One head teacher from Suffolk told how she had been bitten by a pupil this week.”It wasn’t his fault. It was because of a situation outside of school, and his emotional support had been cut two weeks earlier because of the cuts.” She could not give her name in case the pupil was identified, but she added: “We have children who are distressed and angry and we can’t help them.” Another Suffolk head teacher, Kelly from Springfield Infants School, said: “It’s head teachers here protesting because there’s no one left. We are using people left, right and centre to cover all sorts of jobs in schools.” Stockport head teacher, Jim Nicholson, said he was fed up with hearing this government line of a rise in school funding.”We have seen how our colleagues are having to lay off staff and our vulnerable pupils are not getting support. We’d all rather be back in school teaching but we’ve had enough”.[2]

Campaign for more SEND funding locally, to put pressure on the Government to increase funding overall. On 21st November participate in a National Day of Action to get equality for disabled students and staff in our colleges and schools. Organise activities and protests in every educational establishment. End discrimination against disabled students and staff.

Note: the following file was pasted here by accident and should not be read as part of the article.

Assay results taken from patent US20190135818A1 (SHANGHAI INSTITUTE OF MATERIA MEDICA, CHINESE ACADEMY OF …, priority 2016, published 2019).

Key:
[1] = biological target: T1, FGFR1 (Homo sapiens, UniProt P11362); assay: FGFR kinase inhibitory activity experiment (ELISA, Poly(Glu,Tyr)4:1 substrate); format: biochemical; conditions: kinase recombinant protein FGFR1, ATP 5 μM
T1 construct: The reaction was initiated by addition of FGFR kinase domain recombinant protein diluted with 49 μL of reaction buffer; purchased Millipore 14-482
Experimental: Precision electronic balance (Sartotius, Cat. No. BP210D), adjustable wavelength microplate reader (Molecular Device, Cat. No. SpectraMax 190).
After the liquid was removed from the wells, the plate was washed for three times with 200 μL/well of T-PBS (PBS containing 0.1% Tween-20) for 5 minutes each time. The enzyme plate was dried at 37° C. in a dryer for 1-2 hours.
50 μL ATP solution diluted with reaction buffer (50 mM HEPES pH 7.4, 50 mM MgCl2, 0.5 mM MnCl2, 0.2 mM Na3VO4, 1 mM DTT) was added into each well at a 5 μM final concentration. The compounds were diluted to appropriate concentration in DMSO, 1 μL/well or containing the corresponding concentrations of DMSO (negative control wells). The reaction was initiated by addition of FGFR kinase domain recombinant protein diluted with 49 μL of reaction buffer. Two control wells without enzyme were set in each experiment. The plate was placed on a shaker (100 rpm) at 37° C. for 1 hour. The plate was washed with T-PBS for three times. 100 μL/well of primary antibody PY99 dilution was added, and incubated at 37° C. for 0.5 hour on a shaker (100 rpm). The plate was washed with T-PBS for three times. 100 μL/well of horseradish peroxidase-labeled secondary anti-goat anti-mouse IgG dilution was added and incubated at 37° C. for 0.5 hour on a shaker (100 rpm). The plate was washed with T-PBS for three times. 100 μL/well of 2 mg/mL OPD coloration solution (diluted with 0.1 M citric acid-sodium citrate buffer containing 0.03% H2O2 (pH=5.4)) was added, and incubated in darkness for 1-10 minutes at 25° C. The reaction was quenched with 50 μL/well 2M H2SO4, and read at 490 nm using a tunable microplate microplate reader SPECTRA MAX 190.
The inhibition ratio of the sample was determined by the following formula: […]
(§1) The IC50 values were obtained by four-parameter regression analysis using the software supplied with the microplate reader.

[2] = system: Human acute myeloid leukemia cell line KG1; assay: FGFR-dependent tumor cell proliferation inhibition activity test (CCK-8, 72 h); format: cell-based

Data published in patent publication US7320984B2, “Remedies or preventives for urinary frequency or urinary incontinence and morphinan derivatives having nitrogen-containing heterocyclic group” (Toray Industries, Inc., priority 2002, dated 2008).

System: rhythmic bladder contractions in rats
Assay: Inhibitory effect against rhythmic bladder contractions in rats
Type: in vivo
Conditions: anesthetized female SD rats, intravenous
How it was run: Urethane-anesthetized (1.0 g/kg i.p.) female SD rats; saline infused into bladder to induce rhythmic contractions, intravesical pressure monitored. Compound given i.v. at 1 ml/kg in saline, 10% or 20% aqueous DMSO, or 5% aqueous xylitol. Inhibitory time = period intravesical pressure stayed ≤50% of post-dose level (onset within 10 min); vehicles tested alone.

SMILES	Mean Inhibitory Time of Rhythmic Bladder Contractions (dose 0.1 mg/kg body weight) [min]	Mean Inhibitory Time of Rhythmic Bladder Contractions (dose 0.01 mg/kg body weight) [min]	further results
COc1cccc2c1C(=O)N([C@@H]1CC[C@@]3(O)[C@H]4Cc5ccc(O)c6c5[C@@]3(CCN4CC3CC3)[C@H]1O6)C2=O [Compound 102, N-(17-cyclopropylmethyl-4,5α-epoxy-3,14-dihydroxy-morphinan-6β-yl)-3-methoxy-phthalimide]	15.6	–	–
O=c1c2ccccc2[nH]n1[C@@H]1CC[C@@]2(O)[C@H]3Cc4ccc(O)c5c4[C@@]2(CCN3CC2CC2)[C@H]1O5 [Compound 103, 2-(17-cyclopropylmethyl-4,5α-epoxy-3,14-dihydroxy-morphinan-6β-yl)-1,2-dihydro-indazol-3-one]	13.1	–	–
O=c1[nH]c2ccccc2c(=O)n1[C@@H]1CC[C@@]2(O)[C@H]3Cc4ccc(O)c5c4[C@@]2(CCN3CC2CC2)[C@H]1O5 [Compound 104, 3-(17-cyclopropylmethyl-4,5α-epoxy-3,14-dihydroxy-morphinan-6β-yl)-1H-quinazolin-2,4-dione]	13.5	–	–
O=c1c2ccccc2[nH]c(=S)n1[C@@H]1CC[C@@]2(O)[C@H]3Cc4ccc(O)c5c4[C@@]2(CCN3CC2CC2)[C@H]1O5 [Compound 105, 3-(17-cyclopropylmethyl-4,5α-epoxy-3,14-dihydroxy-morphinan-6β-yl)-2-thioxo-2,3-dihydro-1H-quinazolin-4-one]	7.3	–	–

At the Labour Party Conference in the same week, a reference back to ensure the principle of inclusive education is at the heart of Labour’s proposal for a National Education Service was carried unanimously. Angela Rayner MP, Shadow Secretary of State for Education, said:

“Too often those who suffer from staff shortages are children with special educational needs and disabilities. So our National Education Service Charter, the result of thousands of submissions from our members and others, guarantees it will be truly inclusive. That is why our Shadow Children’s Minister, Emma Lewell-Buck will lead plans to stop those with special educational needs and disabilities from falling out of the school system. And we would back it up with a record investment in modernising school buildings to make sure they are accessible to all who could learn in them. Providing an excellent education to the many and not a privileged few.”

Richard Rieser, World of Inclusion